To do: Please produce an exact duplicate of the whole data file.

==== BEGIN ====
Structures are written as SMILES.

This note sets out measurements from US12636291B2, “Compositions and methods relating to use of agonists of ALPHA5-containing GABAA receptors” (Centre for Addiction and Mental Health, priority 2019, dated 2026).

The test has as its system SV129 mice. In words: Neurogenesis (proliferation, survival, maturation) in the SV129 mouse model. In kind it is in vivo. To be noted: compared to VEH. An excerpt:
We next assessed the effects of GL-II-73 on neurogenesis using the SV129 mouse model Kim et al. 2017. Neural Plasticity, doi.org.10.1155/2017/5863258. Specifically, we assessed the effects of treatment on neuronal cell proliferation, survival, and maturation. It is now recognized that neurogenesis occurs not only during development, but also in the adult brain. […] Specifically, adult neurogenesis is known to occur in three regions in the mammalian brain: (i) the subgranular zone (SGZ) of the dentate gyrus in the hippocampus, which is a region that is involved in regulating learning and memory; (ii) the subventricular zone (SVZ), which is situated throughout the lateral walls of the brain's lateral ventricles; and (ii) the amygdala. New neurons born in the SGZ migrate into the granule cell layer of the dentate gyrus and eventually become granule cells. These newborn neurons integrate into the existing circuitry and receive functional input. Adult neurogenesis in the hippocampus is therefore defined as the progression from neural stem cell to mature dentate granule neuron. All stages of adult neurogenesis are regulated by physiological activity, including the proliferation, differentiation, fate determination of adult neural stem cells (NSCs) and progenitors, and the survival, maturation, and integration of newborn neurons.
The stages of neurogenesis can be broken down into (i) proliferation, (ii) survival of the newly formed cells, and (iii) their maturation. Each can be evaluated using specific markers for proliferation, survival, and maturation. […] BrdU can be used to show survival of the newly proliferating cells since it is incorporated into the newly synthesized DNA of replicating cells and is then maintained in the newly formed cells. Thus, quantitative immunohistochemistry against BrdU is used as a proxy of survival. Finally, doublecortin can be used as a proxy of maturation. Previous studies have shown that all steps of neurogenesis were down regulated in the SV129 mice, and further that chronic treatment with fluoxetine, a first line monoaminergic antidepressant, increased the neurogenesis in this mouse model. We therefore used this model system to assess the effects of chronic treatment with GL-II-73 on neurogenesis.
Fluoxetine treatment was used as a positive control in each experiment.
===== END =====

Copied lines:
Structures are written as SMILES.

This note sets out measurements from US12636291B2, “Compositions and methods relating to use of agonists of ALPHA5-containing GABAA receptors” (Centre for Addiction and Mental Health, priority 2019, dated 2026).

The test has as its system SV129 mice. In words: Neurogenesis (proliferation, survival, maturation) in the SV129 mouse model. In kind it is in vivo. To be noted: compared to VEH. An excerpt:
We next assessed the effects of GL-II-73 on neurogenesis using the SV129 mouse model Kim et al. 2017. Neural Plasticity, doi.org.10.1155/2017/5863258. Specifically, we assessed the effects of treatment on neuronal cell proliferation, survival, and maturation. It is now recognized that neurogenesis occurs not only during development, but also in the adult brain. […] Specifically, adult neurogenesis is known to occur in three regions in the mammalian brain: (i) the subgranular zone (SGZ) of the dentate gyrus in the hippocampus, which is a region that is involved in regulating learning and memory; (ii) the subventricular zone (SVZ), which is situated throughout the lateral walls of the brain's lateral ventricles; and (ii) the amygdala. New neurons born in the SGZ migrate into the granule cell layer of the dentate gyrus and eventually become granule cells. These newborn neurons integrate into the existing circuitry and receive functional input. Adult neurogenesis in the hippocampus is therefore defined as the progression from neural stem cell to mature dentate granule neuron. All stages of adult neurogenesis are regulated by physiological activity, including the proliferation, differentiation, fate determination of adult neural stem cells (NSCs) and progenitors, and the survival, maturation, and integration of newborn neurons.
The stages of neurogenesis can be broken down into (i) proliferation, (ii) survival of the newly formed cells, and (iii) their maturation. Each can be evaluated using specific markers for proliferation, survival, and maturation. […] BrdU can be used to show survival of the newly proliferating cells since it is incorporated into the newly synthesized DNA of replicating cells and is then maintained in the newly formed cells. Thus, quantitative immunohistochemistry against BrdU is used as a proxy of survival. Finally, doublecortin can be used as a proxy of maturation. Previous studies have shown that all steps of neurogenesis were down regulated in the SV129 mice, and further that chronic treatment with fluoxetine, a first line monoaminergic antidepressant, increased the neurogenesis in this mouse model. We therefore used this model system to assess the effects of chronic treatment with GL-II-73 on neurogenesis.
Fluoxetine treatment was used as a positive control in each experiment.